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Comments

Buyer beware is a good mantra for looking at any used car, but there is special consideration for rental cars, because they can be abused. I agree that I would never look at buying a used rental high performance car simply because some renters view the rental as an excuse to race around in a car that they couldn't otherwise afford. Similarly, the cheapest models, can be abused by drivers who simply don't care. Also I probably wouldn't be looking at a used rental BMW 7 series. Not because I would suspect abuse, but because there is still a few more years of heavy depreciation coming before the lowered price stabilizes. But I actually see good bargains in the middle rental models, and I've bought and recommended to my friends buying rental and off-lease vehicles. For the bulk of the mid-level rental vehicles many of them are for business or vacation use, where drivers are not looking to abuse the vehicles. They just want comfortable, reliable, economical transportation. Plus generally the car rental companies perform all of the required maintenance, so the vehicle may be in decent shape after all. I would still want to have the car inspected by an independent mechanic/shop to confirm that no accidents or abuse had occurred to the vehicle. My experience and my friend's experience in buying used rental vehicles have been good, but you do want to be extra careful, especially if you are buying out of state vehicles, or buying a used rental vehicle from a 3rd party company. Larger resellers and dealers have reputations to maintain, but fly-by-night car resellers might be offering that used rental vehicle at an unbelievable price for a good reason. There are bargains to be made everywhere, but the old adage is true that if it LOOKS too good to be true, it usually IS.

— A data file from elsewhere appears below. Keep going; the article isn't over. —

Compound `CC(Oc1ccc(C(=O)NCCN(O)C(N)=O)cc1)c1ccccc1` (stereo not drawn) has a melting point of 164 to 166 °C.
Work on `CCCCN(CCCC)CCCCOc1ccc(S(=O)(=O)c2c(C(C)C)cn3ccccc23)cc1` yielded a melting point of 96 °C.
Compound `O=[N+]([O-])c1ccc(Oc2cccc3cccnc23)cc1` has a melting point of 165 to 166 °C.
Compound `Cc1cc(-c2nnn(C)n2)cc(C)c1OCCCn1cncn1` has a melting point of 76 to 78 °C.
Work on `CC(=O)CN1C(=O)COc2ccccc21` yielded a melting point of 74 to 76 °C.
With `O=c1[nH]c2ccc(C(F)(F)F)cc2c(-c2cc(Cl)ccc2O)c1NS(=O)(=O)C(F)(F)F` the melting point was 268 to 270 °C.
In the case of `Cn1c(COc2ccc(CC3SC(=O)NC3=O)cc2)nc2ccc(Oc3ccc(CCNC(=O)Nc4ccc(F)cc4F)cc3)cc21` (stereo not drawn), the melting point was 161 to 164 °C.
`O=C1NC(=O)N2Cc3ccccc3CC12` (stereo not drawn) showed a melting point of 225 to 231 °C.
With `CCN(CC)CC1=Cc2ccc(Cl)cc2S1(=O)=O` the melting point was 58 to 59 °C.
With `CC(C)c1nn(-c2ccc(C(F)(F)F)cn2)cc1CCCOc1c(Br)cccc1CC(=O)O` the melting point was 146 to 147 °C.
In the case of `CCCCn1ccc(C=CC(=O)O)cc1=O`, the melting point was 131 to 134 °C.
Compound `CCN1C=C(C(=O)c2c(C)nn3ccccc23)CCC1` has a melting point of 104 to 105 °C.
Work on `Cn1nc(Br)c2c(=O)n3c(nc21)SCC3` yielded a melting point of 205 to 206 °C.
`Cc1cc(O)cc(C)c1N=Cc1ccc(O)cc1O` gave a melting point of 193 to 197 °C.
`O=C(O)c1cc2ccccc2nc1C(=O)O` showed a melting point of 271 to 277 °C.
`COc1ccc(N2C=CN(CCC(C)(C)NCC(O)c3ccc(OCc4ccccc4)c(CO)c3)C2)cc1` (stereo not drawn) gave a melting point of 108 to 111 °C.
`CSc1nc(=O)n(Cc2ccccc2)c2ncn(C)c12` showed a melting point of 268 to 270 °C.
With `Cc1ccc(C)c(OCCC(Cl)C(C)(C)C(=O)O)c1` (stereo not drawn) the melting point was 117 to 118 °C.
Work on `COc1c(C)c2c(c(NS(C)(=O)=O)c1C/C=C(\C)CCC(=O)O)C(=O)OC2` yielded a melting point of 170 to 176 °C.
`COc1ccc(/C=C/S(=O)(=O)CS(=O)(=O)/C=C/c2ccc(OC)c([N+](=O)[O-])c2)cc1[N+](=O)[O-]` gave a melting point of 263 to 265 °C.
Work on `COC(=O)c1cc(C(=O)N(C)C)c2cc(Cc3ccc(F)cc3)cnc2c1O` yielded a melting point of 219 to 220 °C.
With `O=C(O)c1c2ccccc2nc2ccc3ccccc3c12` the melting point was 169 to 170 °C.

Very true!